Here is another part of the question:

For part(c), this is what I've done so far:

suppose both e and é are identities of $\displaystyle \mathcal{P}(M)$ and suppose $\displaystyle x \in \mathcal{P}(M)$. Therefore

xe=x .....(1)

xé=x .....(2)

Since $\displaystyle e,é \in \mathcal{P}(M)$, we can set x=é in equation (1) and set x=e in equation (2)

ée=é

eé=e

Thus e and é are equal and the identity is uniqe.

Is this correct? I think the problem here is that I've shown that the identity of $\displaystyle (\mathcal{P}(M), \star)$ is unique but I have not shown that it must have an identity. Can anyone help?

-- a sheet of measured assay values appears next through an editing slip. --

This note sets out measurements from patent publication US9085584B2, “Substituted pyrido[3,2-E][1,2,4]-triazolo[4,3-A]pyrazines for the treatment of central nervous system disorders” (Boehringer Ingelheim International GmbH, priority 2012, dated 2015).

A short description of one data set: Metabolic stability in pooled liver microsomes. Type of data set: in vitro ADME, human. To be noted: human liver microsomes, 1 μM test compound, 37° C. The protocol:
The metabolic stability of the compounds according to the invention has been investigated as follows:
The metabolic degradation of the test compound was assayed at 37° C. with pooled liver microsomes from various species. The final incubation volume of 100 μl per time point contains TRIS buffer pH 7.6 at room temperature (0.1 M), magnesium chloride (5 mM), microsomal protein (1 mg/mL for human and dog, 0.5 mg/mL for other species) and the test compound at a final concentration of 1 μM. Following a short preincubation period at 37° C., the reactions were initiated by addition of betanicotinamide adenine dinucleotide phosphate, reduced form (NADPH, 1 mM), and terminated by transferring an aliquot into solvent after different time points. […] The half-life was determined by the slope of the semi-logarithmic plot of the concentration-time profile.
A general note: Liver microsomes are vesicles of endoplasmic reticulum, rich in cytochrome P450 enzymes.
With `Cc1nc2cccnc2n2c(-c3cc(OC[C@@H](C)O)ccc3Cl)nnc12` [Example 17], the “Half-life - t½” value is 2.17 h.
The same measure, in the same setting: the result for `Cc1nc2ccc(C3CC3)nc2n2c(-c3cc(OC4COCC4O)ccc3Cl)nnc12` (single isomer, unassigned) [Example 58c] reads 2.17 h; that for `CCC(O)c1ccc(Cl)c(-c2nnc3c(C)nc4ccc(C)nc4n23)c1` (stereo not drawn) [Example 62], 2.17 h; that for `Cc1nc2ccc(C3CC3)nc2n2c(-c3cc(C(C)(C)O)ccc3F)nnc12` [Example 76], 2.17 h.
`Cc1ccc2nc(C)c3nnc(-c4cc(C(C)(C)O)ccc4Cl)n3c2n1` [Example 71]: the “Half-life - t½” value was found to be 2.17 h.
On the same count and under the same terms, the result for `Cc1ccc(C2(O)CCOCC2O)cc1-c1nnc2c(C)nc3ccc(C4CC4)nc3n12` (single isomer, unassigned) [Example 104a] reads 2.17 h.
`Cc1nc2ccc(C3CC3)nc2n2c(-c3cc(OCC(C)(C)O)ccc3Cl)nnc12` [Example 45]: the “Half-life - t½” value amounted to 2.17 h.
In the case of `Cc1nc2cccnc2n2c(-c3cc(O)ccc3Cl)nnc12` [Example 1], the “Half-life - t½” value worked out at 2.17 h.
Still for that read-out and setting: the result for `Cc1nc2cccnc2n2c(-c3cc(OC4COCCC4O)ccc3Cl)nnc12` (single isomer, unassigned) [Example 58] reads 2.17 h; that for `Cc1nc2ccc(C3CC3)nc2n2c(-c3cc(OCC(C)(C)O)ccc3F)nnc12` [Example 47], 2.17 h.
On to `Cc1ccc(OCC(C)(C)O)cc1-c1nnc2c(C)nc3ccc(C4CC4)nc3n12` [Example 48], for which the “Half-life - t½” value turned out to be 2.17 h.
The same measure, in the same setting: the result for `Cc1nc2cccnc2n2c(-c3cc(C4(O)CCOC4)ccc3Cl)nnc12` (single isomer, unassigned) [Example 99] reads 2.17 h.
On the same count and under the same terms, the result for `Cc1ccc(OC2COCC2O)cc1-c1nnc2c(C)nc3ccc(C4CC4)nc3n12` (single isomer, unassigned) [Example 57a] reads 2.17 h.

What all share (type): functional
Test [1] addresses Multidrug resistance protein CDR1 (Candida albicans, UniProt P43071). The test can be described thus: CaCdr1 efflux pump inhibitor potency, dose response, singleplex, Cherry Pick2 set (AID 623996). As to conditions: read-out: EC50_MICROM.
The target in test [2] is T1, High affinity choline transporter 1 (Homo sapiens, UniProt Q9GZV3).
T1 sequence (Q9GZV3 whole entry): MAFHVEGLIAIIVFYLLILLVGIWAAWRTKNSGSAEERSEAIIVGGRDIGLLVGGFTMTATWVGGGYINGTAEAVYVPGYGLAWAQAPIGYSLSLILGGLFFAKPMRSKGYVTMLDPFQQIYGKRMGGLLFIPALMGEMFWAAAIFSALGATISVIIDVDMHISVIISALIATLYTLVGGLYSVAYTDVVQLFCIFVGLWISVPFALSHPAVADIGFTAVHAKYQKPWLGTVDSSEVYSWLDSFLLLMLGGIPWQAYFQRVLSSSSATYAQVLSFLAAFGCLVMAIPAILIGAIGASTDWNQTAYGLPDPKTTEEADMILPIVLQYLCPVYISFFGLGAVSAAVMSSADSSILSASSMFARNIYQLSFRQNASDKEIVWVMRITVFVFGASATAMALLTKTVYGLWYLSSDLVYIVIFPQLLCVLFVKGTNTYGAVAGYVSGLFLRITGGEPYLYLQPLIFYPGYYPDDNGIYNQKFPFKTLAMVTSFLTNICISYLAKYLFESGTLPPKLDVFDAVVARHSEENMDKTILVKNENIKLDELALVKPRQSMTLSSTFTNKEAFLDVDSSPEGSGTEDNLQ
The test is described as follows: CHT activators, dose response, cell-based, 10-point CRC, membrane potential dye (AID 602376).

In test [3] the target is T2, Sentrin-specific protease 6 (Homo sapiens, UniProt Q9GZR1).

For part(d), I did this:

Let $\displaystyle a,b,c \in \mathcal{P}(M_n)$.

Suppose b and c are both inverses of a. Then $\displaystyle ab=e$ also $\displaystyle ac=e$. Hence $\displaystyle ab=bc \iff b=c$.

Again, I think my approach just shows the uniqueness, and not the existence of an inverse... I appreciate any help with this.